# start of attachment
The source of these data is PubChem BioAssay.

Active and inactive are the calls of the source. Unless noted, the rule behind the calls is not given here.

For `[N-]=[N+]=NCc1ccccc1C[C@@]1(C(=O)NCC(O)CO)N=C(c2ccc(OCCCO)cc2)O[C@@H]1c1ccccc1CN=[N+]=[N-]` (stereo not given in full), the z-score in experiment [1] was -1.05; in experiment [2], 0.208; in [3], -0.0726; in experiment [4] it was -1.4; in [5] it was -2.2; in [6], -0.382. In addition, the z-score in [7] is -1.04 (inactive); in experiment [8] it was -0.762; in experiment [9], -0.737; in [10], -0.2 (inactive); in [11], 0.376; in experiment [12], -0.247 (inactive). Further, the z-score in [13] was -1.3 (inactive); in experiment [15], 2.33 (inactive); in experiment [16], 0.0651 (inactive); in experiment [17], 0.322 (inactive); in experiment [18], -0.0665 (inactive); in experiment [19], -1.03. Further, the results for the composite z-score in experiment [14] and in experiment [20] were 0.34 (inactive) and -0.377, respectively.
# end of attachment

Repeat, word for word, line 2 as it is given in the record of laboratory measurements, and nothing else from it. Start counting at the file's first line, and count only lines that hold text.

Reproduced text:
Active and inactive are the calls of the source. Unless noted, the rule behind the calls is not given here.